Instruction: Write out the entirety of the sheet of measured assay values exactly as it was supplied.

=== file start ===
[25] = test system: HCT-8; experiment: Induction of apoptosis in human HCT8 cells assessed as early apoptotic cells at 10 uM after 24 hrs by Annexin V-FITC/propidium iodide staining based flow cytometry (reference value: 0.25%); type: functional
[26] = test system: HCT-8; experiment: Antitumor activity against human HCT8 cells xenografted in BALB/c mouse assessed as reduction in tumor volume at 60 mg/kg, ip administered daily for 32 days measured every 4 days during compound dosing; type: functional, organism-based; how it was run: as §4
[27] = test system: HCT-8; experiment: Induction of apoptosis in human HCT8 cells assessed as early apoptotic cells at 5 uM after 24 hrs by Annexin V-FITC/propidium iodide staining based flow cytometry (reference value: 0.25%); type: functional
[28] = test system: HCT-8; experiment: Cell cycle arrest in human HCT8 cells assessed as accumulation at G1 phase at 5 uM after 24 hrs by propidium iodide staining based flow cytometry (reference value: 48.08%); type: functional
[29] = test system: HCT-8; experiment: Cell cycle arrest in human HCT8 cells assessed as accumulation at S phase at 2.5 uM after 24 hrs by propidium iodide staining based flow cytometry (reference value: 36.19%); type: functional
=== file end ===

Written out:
[25] = test system: HCT-8; experiment: Induction of apoptosis in human HCT8 cells assessed as early apoptotic cells at 10 uM after 24 hrs by Annexin V-FITC/propidium iodide staining based flow cytometry (reference value: 0.25%); type: functional
[26] = test system: HCT-8; experiment: Antitumor activity against human HCT8 cells xenografted in BALB/c mouse assessed as reduction in tumor volume at 60 mg/kg, ip administered daily for 32 days measured every 4 days during compound dosing; type: functional, organism-based; how it was run: as §4
[27] = test system: HCT-8; experiment: Induction of apoptosis in human HCT8 cells assessed as early apoptotic cells at 5 uM after 24 hrs by Annexin V-FITC/propidium iodide staining based flow cytometry (reference value: 0.25%); type: functional
[28] = test system: HCT-8; experiment: Cell cycle arrest in human HCT8 cells assessed as accumulation at G1 phase at 5 uM after 24 hrs by propidium iodide staining based flow cytometry (reference value: 48.08%); type: functional
[29] = test system: HCT-8; experiment: Cell cycle arrest in human HCT8 cells assessed as accumulation at S phase at 2.5 uM after 24 hrs by propidium iodide staining based flow cytometry (reference value: 36.19%); type: functional